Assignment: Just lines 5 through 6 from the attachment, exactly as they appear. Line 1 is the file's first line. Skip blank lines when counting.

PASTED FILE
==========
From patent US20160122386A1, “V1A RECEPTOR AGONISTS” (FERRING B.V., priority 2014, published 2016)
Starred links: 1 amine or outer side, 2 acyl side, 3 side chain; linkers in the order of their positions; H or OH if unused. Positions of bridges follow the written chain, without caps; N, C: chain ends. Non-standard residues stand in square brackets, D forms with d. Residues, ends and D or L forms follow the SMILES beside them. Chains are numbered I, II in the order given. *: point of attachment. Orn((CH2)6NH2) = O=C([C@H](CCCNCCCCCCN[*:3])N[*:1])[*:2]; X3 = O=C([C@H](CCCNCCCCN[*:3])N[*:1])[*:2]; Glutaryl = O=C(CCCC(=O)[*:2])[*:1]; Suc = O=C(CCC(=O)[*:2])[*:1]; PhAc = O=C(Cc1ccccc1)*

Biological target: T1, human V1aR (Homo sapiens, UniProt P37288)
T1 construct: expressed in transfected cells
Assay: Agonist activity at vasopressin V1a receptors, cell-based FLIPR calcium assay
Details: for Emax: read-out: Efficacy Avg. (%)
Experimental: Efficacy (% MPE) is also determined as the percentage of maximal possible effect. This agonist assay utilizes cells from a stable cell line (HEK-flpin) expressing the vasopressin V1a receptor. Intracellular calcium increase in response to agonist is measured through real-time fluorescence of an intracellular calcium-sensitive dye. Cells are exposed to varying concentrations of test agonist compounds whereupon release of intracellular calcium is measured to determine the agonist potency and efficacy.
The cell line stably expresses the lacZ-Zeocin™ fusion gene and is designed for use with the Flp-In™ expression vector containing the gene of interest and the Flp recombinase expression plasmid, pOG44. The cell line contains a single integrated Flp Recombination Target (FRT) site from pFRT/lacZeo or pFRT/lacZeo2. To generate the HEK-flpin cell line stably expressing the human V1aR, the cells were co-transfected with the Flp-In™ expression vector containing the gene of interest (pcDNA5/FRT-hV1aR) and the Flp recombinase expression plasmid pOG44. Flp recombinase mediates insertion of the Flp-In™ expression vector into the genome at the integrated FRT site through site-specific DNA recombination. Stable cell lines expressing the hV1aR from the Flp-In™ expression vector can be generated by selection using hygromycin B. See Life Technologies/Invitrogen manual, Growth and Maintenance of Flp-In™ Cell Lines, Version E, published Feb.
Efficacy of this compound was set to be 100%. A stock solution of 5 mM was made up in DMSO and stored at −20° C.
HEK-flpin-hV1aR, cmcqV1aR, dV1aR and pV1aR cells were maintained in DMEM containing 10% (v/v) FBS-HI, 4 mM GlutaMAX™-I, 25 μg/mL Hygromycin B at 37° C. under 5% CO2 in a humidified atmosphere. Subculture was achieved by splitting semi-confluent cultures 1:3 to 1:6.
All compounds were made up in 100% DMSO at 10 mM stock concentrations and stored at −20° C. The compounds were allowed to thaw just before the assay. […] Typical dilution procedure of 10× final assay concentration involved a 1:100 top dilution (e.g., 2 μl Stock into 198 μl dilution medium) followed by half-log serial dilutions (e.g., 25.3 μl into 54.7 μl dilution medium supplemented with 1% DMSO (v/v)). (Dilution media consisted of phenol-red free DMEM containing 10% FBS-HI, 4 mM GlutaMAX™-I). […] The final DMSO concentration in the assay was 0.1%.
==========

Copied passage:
Assay: Agonist activity at vasopressin V1a receptors, cell-based FLIPR calcium assay
Details: for Emax: read-out: Efficacy Avg. (%)